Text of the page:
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05 Mar. 2012 | Comments (0)

In order to tackle its competitiveness challenges, America needs to harness the inherent creativity of its workforce. It is making progress in the right direction but needs to push the pace.

Michael Porter has done us all a service in identifying that the wealth of modern economies comes from the productivity, innovation and high wages found in their clustered industries — those industries that are found only in certain geographic areas and trade most of their output outside their home areas, both nationally and internationally. Wages in these clustered industries (like pharmaceuticals or business services) are dramatically higher than in dispersed industries (like primary medical care or consumer services).

To deepen the picture of the economy created by Porter, Richard Florida and I decided to explore the patterns of wages by job content across clustered and dispersed industries. By job content we mean in particular whether the job requires independent decision-making and judgment or instead requires following preset guidelines for action.

Of course no job is completely robotic — otherwise it would be performed by a robot. But we were able to classify all jobs as either creativity-oriented or routine-oriented. And within the routine-oriented classification, there are three distinct types: routine-physical (e.g. an auto assembly plant worker); routine-service (e.g. an accounts payable clerk); and routine-resource (e.g. a coal miner).

As the following chart shows (click on the chart to view a larger image), there has been a massive transformation of the U.S. economy in the content of jobs over the past century:

Thumbnail image for Routinecreativityjobs.jpg

Creativity-oriented jobs happily have gone from just over 10% of the economy to over 30% of the economy while routine-physical jobs have gone from almost 60% of the economy to 25% of the economy as the manufacturing economy has given way to the service economy. With 45% of all jobs, routine-service has the biggest proportion of American jobs.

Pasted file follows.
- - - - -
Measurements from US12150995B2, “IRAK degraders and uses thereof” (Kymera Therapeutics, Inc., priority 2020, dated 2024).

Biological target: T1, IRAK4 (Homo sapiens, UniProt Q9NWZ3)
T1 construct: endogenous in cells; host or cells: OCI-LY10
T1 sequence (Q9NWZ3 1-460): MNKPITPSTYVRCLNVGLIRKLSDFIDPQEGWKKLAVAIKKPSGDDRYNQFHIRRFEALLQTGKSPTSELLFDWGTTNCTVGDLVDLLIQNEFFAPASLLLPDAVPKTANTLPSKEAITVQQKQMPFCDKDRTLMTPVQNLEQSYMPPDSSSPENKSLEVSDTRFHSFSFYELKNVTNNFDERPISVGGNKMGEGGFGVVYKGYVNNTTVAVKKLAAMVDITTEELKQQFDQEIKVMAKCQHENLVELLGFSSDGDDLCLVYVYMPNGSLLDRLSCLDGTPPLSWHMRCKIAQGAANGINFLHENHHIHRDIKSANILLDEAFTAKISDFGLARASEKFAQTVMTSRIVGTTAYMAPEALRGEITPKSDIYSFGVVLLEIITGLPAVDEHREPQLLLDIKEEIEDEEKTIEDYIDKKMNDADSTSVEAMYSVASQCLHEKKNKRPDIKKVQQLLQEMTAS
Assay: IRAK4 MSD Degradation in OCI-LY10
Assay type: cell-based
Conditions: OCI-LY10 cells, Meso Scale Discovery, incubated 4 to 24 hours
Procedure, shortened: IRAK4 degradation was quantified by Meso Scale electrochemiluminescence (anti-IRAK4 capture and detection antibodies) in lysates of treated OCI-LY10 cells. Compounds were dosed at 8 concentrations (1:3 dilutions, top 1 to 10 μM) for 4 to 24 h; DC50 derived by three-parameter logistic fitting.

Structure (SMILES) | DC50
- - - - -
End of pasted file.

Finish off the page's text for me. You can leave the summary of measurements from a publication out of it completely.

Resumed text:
The question Richard and I sought to answer is whether it matters more to one's income if one is in a clustered industry or if one is in a creativity-oriented job? The answer, as it turns out, is that it is not even close. It matters way more what you do rather than in what industry you do it, as the chart below shows (click on the chart to view a larger image).

Thumbnail image for employmentincomebygroupsandindustry.jpg

It is clearly better to be in a clustered industry than a dispersed industry regardless of whether you have a creativity-oriented (24% higher wages) or routine-oriented (31% higher wages) job. But it is way, way better to have a creativity-oriented job in a dispersed industry than a routine job in a clustered industry (78% higher wages). And of course, those with creativity-oriented jobs in clustered industries are in the cat-bird's seat, with wages another 25% higher than their peers in dispersed industries.